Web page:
The Vikings expect to have four quarterbacks in London for Sunday’s game against the Browns.
“We’ll see,” head coach Mike Zimmer said Monday.
Zimmer anticipates both quarterbacks Sam Bradford and Teddy Bridgewater to travel with the team to London. Their flight departs after Wednesday’s practice and lands in the U.K. on Thursday morning, about five hours before their first scheduled practice.
The Vikings are allowed to activate Bridgewater from the Physically Unable to Perform list at any time and start him. However, they are only a week into the allotted 21-day window to evaluate him in practice after his devastating injury. An upcoming match against the winless Cleveland Browns could also make the decision easier to continue rolling with backup quarterback Case Keenum, who has helped lead the Vikings to four wins this season.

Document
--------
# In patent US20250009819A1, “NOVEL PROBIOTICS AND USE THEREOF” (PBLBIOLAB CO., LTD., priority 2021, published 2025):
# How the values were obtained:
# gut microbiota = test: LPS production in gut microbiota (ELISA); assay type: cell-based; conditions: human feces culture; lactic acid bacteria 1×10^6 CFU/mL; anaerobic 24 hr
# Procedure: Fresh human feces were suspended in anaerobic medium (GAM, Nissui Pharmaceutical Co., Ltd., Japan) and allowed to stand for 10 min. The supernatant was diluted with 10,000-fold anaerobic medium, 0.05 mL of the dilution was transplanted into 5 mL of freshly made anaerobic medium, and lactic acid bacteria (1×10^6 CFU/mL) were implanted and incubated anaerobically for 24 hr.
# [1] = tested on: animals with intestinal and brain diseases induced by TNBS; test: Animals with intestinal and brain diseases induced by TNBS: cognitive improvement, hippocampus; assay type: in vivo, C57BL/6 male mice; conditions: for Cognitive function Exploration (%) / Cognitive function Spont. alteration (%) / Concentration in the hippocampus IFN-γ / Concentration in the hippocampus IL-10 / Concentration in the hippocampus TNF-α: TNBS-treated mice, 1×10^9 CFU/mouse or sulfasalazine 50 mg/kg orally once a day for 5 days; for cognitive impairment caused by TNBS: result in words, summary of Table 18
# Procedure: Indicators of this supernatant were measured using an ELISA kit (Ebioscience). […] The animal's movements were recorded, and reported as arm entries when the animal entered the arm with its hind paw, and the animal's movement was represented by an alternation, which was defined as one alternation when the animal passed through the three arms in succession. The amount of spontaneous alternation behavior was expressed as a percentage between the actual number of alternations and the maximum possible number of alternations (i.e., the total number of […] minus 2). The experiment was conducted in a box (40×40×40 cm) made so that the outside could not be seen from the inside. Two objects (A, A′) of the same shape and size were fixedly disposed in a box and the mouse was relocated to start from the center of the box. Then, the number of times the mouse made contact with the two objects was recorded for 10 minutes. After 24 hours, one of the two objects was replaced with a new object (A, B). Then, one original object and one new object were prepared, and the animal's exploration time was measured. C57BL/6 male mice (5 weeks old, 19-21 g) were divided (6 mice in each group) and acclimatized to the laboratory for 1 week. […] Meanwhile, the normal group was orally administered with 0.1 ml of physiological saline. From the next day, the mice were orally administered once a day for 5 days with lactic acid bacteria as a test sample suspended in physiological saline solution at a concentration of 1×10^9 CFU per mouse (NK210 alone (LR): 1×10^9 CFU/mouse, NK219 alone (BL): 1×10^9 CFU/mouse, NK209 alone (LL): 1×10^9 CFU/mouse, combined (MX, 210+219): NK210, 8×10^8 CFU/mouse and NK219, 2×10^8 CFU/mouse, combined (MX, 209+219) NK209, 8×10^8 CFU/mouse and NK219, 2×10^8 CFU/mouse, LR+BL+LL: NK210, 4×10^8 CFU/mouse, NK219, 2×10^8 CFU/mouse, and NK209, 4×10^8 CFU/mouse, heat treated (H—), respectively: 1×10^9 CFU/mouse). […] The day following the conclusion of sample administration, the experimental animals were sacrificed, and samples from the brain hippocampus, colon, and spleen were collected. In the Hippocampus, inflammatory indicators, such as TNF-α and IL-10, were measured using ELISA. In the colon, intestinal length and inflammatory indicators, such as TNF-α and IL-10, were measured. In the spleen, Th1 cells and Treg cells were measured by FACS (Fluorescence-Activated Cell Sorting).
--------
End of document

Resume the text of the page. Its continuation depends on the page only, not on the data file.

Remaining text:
Bradford, whom Zimmer said continued to see specialists for his injured left knee last week, has not practiced since he was pulled from the Oct. 9 win in Chicago.
Also on Monday, Zimmer defended safety Andrew Sendejo’s hit on Ravens receiver Mike Wallace, which knocked Wallace from the game due to a concussion and drew a 15-yard penalty for hitting a defenseless receiver. The flag was thrown late by an official while Wallace received medical attention on the field.